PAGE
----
There’s nothing nicer, Patti LuPone was saying with a long sardonic face to Meryl Streep, than to have a bunch of drunks singing Happy Birthday to you in a bar. Nevertheless, sing we did, led by LuPone herself on Streep’s 63rd birthday just past midnight, at the new nightclub called 54 Below.
As iconic moments go, having Patti LuPone singing to Meryl Streep at 54 Below on her birthday may not compare to Bianca Jagger riding on a white horse into Studio 54 on her birthday in 1977. But that was a different era (Bianca Jagger is four years older than Meryl Streep), Studio 54 (just upstairs) is now a legitimate theater that is part of the Roundabout Theater Company. The four owners of Below 54 — unconnected to the Roundabout but Broadway producers themselves (“The Producers,” “Hairspray”) — have a specific aim: They want 54 Below to be “Broadway’s nightclub.” If we were a bunch of drunks in a bar singing Happy Birthday, the owners hope that we were drunks from the musical theater community. 54 Below doesn’t look like an ordinary bar. It looks like a movie set of a bordello (“Pretty Baby” maybe?) or a speakeasy (The Sting?). It was in fact designed by John Lee Beatty, set designer of 101 shows on Broadway alone over the last four decades. Its lighting designer was Ken Billington (103 Broadway shows), the sound design is by Peter Hylenski (only 24 shows on Broadway, but he’s younger)
Patti LuPone’s act is conceived and directed by Scott Wittman, who also directed her solo show on Broadway in 1995, and is lyricist for “Hairspray” and “Catch Me If You Can” on Broadway and now for “Smash on NBC. Entitled “Far Away Places,” it officially opened on June 12 and it marked the official launch of 54 Below. (Jackie Hoffman, recently of The Adams Family, had the unofficial opening act a week earlier.) LuPone’s 75-minute set of some 16 songs, a little patter,, plus two encores, was one of the best shows of any kind I’ve seen this year; one critic has already suggested it could (should) get a regular Broadway run.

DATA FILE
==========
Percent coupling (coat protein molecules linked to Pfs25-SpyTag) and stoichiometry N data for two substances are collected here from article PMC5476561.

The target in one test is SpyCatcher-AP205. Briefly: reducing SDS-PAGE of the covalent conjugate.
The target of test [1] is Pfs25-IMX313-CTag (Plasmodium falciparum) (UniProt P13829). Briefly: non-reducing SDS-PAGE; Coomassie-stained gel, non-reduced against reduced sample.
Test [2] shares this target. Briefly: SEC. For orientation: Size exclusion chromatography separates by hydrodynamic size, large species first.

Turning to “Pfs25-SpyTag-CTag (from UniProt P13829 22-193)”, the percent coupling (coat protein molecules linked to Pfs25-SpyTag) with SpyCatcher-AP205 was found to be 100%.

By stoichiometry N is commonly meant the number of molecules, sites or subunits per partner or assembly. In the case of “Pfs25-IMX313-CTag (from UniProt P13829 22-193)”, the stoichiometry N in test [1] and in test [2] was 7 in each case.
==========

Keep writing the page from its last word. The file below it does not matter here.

She began with “Gypsy In My Soul” by Clay A. Boland and Moe Jaffe but near the end responded to a request to sing “Everything’s Coming Up Roses” from Gypsy, one of her signature songs. One of her encores is sure to become one of her signature songs — “Invisible,” by David Yazbeck, from the under-appreciated “Women on the Verge of a Nervous Breakdown.” The songs ranged from bluesy to comic, bawdy to defiant. She belted, burlesqued or sang in a quiet a cappella songs ranging from Sondheim to the Bee Gees, Willie Nelson to Cole Porter. She put over a hilarious spoof of Edith Piaf’s most famous song, Bill Burnett and Peggy Sarlin’s “I Regret Everything” —
I’ve lived my own life, win or lose, no one ever called the shots for me
I put myself into these shoes and no one ever tied the knots for me
Life’s a banquet, so I ate
Piled experience on my plate
Grabbed loves gleaming golden cup and drank it down
So proudly now I turn and face the crowd
And sing my feelings very loud
I Regret Everything!
Every moment of my life
Every step that I take is another big mistake
I Regret Everything!
There is nothing I’ve done right…
She rather brilliantly followed this up with an actual Edith Piaf song, a lovely, melancholy torch song co-written by Maugerite Monnot, Hymn to Love.
The songwriter she relied on the most, and that provided the most dramatic moments, was Kurt Weill, including a biting “Pirate Jenny” from Threepenny Opera and the pop standard “September Song,” originally from the Broadway musical, Knickerbocker Holiday.
“I debuted on Broadway in 1971, ” LuPone said near the beginning of her act, and she recalled the disco era just a few years before Studio 54’s heyday: “There were garbage strikes and subway strikes, filthy streets and junkies and prostitutes. Now you can eat off the streets around here — literally: They have tables on the streets. But I still love it.”